Citadel is an advanced messaging and collaboration system for groupware and BBS applications. Users can connect to Citadel using any telnet, WWW, or client software. Among the features supported are public and private message bases (rooms), electronic mail, real-time chat, paging, shared calendaring, address books, mailing lists, and more. Unlike other collaboration servers, Citadel provides its own data stores and is therefore extremely easy to install; you don't have to "bring your own" email and database because they're built in. The server is multithreaded and scalable. In addition, SMTP, IMAP, and POP3 servers are built-in for easy connection to Internet mail. Citadel is both robust and mature; it has been in production since 1987.
The DBMAIL package replaces the normal UNIX mailing system. All email and user data is stored in a database. You can create an unlimited number of email accounts, which can be checked using the POP3 or IMAP protocol. Users can maintain their own set of email addresses. It is more scalable, more secure, and faster than traditional mail systems. DBMAIL has storage drivers for PostgreSQL and MySQL, and it has authentication drivers for PostgreSQL, MySQL, and LDAP.
Dovecot is an IMAP server whose major goals are security and extreme reliability. It uses index files to optimally store the mailbox state, which makes it very fast even with huge mailboxes. Indexes won't prevent external mailbox updates, so Dovecot is still fully compatible with standard Maildir and mbox formats. There's also a fully featured POP3 server included.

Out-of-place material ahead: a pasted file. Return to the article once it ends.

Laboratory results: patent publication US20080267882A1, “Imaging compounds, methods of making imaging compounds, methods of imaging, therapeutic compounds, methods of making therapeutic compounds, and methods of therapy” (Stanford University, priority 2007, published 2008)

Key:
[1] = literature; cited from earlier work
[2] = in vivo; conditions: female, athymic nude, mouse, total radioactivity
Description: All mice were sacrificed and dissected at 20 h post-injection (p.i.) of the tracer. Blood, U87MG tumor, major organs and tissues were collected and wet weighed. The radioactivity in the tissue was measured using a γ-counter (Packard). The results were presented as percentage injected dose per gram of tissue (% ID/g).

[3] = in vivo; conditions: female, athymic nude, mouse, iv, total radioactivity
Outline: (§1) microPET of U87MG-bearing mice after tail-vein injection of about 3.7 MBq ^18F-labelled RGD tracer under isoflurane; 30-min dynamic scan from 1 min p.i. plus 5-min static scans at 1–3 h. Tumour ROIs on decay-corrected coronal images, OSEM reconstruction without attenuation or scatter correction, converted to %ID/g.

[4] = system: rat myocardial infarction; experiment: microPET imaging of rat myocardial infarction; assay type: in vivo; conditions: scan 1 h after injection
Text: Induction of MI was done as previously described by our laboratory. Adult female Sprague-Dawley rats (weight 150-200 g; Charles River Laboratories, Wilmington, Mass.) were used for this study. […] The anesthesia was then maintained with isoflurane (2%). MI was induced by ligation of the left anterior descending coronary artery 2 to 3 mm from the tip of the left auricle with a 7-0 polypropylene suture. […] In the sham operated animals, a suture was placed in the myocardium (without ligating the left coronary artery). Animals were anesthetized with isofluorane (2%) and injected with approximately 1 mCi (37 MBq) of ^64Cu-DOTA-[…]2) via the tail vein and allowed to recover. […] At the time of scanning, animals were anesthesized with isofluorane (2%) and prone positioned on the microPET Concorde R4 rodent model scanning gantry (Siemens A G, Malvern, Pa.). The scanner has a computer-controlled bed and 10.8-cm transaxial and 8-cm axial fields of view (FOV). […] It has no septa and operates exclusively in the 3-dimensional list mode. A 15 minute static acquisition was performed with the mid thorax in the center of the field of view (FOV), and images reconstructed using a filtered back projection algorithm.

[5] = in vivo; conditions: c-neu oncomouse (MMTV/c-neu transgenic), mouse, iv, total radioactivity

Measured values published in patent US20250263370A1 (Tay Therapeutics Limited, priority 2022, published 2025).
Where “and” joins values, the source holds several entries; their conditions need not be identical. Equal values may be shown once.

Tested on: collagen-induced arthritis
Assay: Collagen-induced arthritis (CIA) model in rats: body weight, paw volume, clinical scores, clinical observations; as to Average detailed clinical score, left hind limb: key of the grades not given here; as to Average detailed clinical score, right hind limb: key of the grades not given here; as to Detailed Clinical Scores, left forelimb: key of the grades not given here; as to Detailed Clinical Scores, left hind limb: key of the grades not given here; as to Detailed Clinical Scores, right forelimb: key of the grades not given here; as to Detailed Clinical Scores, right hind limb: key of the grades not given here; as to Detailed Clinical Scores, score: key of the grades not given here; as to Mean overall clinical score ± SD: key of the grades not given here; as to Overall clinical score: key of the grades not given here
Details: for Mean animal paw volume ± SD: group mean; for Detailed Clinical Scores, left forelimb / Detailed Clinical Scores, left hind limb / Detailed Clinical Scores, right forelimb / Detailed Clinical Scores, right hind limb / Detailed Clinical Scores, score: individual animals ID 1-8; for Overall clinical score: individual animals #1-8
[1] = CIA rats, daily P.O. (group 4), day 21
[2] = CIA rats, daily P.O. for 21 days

Elm Millennium Edition is a text-based mail client. There are two branches: Elm 2.4ME+, which is based on Elm 2.4, and Elm ME+ 2.5, which also incorporates some code from Elm 2.5. Elm Millennium Edition contains enhanced MIME and character set support. A subset of UTF-8 (Unicode) is handled. It can read mail from a local mbox and POP and IMAP folders and can pass mail to the PGP or GPG programs. It can also view digests as a mailbox and reassemble fragmented (message/partial) messages. It includes modules for TLS/SSL, iconv, and SMTP.
FreePOPs is a POP3 server that is scriptable in LUA. This means that you can tailor it to your needs by writing a plugin. Plugins are currently implemented for using FreePOPs as an RSS aggregator, a POP3 forwarding server, and a POP3 interface to the webmail services of libero.it, inwind.it, iol.it, blu.it, lycos.it, tin.it, virgilio.it, gmail.com, aol, hotmail, fastmail, mail2world, yahoo and many more (see the Web site for an exaustive list).
Heirloom mailx (formerly known as "nail") is derived from Berkeley Mail and provides the functionality of the System V and POSIX mailx commands. Additional features include support for MIME, IMAP (including caching and disconnected use), POP3, SMTP, S/MIME, international character sets, maildir folders, message threading, powerful search methods, scoring, and a Bayesian junk mail filter. Mailx can be used as a mail batch language in nearly the same way as it is used interactively. It can thus act as a mailbox filter, can fetch mail from remote accounts, and can send files as attachments.
Hotwayd is a POP3/SMTP to HTTPMail (WebDAV) gateway. HTTPMail is a somewhat undocumented WebDAV-based protocol used by a variety of mail servers including Hotmail, MSN, Lycos, and Spray. Hotwayd allows you to use any standard POP3/SMTP mail reader to send and receive mail via these servers, similar to the way that Outlook Express can access a hotmail account. It supports features such as folder selection to get folders other than the inbox and proxy server support (if you require a proxy to access the internet).